A year ago — almost to the day — Fairview executives voted to rezone 125 acres of land adjoining the city’s outdoor centerpiece, Bowie Nature Park.
This vote allowed the development of nearly 170 residences, approximately 50 feet from the park and a pedestrian path. Plans for the Bowie Park neighborhood, first presented to the Fairview Board of Commissioners nearly two years ago, stunned residents of the Cox Run subdivision.
The plan originally proposed more than 240 dwellings. Their contribution reduced the number of houses and increased the buffer zone between the park in the following months.
A section of the site has further planned stacked homes development, which has smaller homes on quarter-acre lots.
“You have twice as many homes in a smaller footprint. You have traffic. Now you have light pollution. You have noise pollution,” said longtime resident Tim Rocco. “You have all that stuff to go with it.”
Last month, residents of Cox Run, which neighbors the 700-acre Bowie Nature Park and proposed development, won a lawsuit temporarily halting work on The Neighborhood. Williamson County Circuit Court Judge Michael Binkley ordered the Fairview Board of Commissioners to take action again in a rezoning vote that would allow the neighborhood to be built.
The reason? The city’s ordinance requires preliminary drainage calculations to be presented at the council meeting before approval – developers weren’t seen until nearly nine months later, according to the judge.
The Cox Run group formed the Loblolly Pine Alliance and sued.
A public hearing has been scheduled for Fairview’s May 19 council of commissioners meeting, the method chosen by city officials to comply with the judge’s order.
Rocco is concerned that the developers will present new information at the next meeting and that the board will delay the vote until further study. He fears “that they have decided what they are going to do”.
Previously:Fairview Citizens Group Files Lawsuit Against City Over Residential Development Approval
‘It’s going to be bad’
Elmer Mobley, chairman of the alliance, said the group’s main problems are: denser housing; stormwater control; and damage to the park. And, they believe the three are related.
Mobley said most Fairview residents opposed it.
“I would say, off the cuff, 90% or more of the city, if you ask them, would say they have concerns about it or they just don’t want to have it all,” Mobley said, adding that d ‘Other residents have visited them to express these concerns.
The alliance was certainly concerned about the effect on their property, but also concerned about the water damage to Bowie Park. The Alliance, in a recent interview with The Tennessean, said they are not anti-development. They know it’s coming.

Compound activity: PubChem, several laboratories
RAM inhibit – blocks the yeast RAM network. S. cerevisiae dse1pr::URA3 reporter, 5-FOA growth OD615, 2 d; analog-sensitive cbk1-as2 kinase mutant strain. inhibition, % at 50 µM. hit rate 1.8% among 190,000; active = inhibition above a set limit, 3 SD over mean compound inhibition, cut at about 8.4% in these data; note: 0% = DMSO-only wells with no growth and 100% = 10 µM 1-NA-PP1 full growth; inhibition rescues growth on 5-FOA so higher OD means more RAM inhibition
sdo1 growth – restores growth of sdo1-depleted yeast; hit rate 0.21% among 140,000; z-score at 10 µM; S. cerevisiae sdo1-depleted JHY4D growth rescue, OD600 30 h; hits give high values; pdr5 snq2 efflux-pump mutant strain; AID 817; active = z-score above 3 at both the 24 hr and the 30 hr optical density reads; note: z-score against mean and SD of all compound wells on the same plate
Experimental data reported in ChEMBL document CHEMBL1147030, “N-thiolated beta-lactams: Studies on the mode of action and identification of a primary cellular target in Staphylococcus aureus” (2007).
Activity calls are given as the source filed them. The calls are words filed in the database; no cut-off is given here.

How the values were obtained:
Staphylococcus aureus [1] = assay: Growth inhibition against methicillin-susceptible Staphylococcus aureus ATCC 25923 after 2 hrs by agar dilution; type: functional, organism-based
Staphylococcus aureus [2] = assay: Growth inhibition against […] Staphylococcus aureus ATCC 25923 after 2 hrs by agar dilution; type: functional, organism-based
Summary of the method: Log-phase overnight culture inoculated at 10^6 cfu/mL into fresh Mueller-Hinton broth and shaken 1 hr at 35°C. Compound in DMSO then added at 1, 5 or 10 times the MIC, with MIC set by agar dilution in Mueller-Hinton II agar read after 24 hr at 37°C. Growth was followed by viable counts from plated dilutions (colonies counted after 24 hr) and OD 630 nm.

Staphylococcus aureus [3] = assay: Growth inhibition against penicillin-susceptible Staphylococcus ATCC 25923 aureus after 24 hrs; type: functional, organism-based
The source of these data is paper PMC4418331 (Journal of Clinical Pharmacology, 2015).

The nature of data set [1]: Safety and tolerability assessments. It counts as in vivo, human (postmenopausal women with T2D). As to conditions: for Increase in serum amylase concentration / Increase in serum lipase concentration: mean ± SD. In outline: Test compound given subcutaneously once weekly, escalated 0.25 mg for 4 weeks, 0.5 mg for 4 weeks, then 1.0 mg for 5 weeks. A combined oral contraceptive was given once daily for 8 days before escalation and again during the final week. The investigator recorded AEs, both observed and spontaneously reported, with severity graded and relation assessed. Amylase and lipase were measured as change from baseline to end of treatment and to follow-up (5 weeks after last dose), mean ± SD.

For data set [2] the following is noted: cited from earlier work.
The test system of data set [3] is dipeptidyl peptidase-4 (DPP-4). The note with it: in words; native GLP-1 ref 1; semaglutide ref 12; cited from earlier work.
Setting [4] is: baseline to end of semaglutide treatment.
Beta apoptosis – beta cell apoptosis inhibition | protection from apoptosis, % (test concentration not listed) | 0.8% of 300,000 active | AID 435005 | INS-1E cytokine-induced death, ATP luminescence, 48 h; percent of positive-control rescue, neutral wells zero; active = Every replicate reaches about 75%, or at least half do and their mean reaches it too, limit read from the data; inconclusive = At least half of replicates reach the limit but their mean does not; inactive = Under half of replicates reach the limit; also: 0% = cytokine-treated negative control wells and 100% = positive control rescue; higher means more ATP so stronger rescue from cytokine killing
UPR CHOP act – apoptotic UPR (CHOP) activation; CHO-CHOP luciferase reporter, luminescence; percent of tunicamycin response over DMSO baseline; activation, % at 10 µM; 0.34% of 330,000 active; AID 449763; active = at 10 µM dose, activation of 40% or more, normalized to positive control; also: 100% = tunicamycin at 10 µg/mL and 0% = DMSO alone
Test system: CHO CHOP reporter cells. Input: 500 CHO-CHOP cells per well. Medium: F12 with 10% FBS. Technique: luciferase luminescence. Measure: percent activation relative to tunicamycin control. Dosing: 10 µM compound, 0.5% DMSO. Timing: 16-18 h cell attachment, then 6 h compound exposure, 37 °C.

“We all have great views. I’ve been there for 23 years. It will disappear. Its good. It’s not right to build a city here,” Rocco said. “That’s what we oppose. The whole POD thing.
“It’s going to be bad,” he added.
Previously:Fairview rezoning to allow Bowie Park neighborhood gets final approval
‘The right cut’
Candy Groves, a Fairview resident representing the Groves family that owns the property, spoke at a meeting in April last year about her love for the town and the proposed development.
“There’s absolutely nothing we wanted more than to bring a product that Fairview would be proud to have, and that our name would be behind it,” Groves said.
She said several people had made offers to buy the land over the years, and the answer was “No.”
“We met Dan (Allen) and knew this was the right fit,” Groves said, noting the development is “magnificent.”
Related:Fairview’s Bowie Park: It’s not going anywhere, says an official.
Allen owns Davis Drive Investments, which is developing the Bowie Park neighborhood.
“It will bring nice homes, sidewalks that everyone is worried about, a play area for kids, and I just think it will increase the value of homes around it,” Groves said. “I’m nervous because I really don’t know why there’s been such a situation about this, but I want you to know that we care about the park. We care about Cox Run. We absolutely don’t want anything to happen to any of our neighbors, but I want to remind you that Cox Run used to be a farm, and if you live in a housing estate, it used to be a farm.
‘A city that borders (park)’
Rocco said if all the houses were on half-acre lots, he would remain silent on the project. But, Rocco remains talkative about the drainage problems he fears.
“The thinking here is, or so we’ve been told, that this road is a good thing because it’s going to channel water into the stormwater pond,” Rocco said of the southern road between the neighborhood and the park. “What they don’t take into account is that when you pour water on concrete, it moves much faster than when you pour it on grass. There is a speed problem.
He said the denser homes in POD mean more roofs, driveways, and “more hard surfaces for all that water to drain into the neighborhood.”
“You have a town bordering (the park) now,” Rocco added. “It would have made just as much sense to build half-acre lots. There would be no loblolly pine alliance. We told them that.